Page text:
Trastuzumab (Herceptin) tied to increased heart failure risk

NEW YORK (Reuters Health) - The chemotherapy combination of anthracycline and trastuzumab (Herceptin) increased women's risk of heart failure sevenfold in a new retrospective cohort study - and anthracycline wasn't all to blame.

The risk of heart failure or cardiomyopathy "was highly increased in patients treated with trastuzumab alone," the researchers reported in a paper released August 30 by the Journal of the National Cancer Institute.

Earlier randomized controlled trials also showed a link between the drugs and heart failure risk. But researchers said those risks may have been underestimated because the studies were limited to younger women without comorbidities.

"The rates of heart failure might actually be higher than what clinical trials have estimated to be associated with these drugs," lead researcher Erin Bowles from Group Health Research Institute in Seattle, Washington told Reuters Health.

She and her colleagues used data from eight study sites in the Cancer Research Network, on 12,500 women diagnosed with invasive breast cancer in 1999-2007 (mean age, 50 years). Of those women, 29.6% were treated with anthracycline only, 0.9% with trastuzumab alone, and 3.5% with a combination of the two drugs. Another 19.5% received other chemotherapy and the remaining women weren't treated with chemotherapy.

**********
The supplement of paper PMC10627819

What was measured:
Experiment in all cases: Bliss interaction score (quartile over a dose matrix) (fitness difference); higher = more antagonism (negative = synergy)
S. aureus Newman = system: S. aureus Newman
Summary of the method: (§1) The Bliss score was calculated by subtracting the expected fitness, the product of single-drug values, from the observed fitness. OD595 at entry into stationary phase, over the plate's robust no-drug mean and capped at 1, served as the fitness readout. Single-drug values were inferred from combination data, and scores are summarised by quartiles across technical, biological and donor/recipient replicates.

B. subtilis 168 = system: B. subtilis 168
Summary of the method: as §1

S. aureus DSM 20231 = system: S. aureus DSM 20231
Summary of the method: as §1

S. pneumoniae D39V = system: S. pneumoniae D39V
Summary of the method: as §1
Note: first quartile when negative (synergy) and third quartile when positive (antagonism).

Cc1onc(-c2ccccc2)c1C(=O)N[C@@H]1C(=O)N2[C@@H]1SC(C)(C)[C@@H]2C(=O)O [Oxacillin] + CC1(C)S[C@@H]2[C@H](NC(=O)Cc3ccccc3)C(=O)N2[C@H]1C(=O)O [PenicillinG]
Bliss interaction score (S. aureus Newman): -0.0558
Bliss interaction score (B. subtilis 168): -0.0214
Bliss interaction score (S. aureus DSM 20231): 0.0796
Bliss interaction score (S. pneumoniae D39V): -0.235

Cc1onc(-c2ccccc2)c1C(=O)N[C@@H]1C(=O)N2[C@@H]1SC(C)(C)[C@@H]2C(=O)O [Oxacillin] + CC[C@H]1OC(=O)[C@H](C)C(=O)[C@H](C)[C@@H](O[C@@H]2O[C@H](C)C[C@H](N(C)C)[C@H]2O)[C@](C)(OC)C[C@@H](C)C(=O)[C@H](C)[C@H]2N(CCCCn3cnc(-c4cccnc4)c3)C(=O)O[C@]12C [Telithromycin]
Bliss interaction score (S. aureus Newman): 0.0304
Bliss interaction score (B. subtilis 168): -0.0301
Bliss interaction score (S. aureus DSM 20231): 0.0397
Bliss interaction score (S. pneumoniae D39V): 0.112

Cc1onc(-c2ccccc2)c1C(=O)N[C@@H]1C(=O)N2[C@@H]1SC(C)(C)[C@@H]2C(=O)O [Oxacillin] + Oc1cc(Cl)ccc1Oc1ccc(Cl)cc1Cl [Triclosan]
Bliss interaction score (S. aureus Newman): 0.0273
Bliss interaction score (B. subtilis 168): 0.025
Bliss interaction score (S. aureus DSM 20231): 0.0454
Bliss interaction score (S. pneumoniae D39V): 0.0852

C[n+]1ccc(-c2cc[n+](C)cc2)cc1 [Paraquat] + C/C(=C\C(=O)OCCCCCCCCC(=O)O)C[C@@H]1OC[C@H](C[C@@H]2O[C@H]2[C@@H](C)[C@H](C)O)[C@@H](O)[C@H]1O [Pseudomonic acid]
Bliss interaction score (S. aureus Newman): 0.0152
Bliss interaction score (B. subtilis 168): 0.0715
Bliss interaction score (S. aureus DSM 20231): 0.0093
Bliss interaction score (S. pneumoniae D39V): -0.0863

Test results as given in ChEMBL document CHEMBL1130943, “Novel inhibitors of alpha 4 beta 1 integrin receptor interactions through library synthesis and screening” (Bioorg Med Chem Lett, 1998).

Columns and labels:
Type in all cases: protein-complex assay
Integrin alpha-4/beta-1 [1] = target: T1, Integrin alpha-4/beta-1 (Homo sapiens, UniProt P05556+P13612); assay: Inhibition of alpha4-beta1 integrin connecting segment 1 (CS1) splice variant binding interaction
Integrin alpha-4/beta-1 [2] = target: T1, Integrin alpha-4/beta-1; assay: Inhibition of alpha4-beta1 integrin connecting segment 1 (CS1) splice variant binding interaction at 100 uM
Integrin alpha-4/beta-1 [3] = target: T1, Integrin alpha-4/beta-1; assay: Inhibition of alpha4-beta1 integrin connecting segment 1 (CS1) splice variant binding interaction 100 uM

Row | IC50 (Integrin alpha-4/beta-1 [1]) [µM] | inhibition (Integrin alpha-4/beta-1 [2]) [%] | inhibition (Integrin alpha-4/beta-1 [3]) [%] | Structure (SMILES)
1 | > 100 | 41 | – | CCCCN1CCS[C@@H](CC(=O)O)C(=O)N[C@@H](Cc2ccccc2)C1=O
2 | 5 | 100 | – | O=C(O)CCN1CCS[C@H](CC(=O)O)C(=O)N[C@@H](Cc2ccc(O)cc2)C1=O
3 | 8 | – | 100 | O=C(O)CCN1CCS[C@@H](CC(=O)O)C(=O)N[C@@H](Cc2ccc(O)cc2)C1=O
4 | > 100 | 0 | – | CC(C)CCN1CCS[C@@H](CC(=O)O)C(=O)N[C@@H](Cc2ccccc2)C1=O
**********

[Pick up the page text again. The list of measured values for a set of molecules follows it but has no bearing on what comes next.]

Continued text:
Compared with no chemotherapy, the risk of heart failure over a median follow-up of 4.4 years was higher for women treated with anthracycline alone (aHR = 1.40), with trastuzumab alone (aHR = 4.12), and with the drugs combined (aHR = 7.19).

The heart failure incidence was higher among women who were older at diagnosis, but hazard ratios associated with chemotherapy use decreased with increasing age, the researchers reported.

"My main hope is that the results will give clinicians pause when they are recommending trastuzumab to women who are of a different age or health status from women who participated in the trials," said Dr. Ann Geiger, a population researcher from Wake Forest Baptist Medical Center in Winston-Salem, North Carolina, who wrote an editorial on the study.

"It is a very powerful and important treatment and we also need to be very careful about how we use it," she said.

The findings shouldn't stop clinicians from prescribing trastuzumab altogether - alone or in combination with anthracycline, Bowles said. Instead, each woman's personal circumstances, including her underlying risk factors, should be considered individually.

"It depends on their age, what else is going on in their life, any other comorbidities they might have, (and) their personal risk of heart failure," she said. "It's really hard to say whether these results will influence treatment decisions. Certainly they would help inform them."

Dr. Geiger agreed that the potential heart risks of chemotherapy drugs, and not just their anti-cancer benefits, need to be considered at the time of diagnosis.

"People are making a decision in the throes of a breast cancer diagnosis, and your focus is appropriately very immediate, and it is hard to weigh something that seems very far away," she told Reuters Health.

Researchers and physicians may have gotten a bit too excited about trastuzumab before a full analysis of its harms was finished, Dr. Geiger added.

"It's very clear from this paper (that) people jumped on the proverbial band wagon early out of a sincere desire to help their patients, and we just need to be careful with that."

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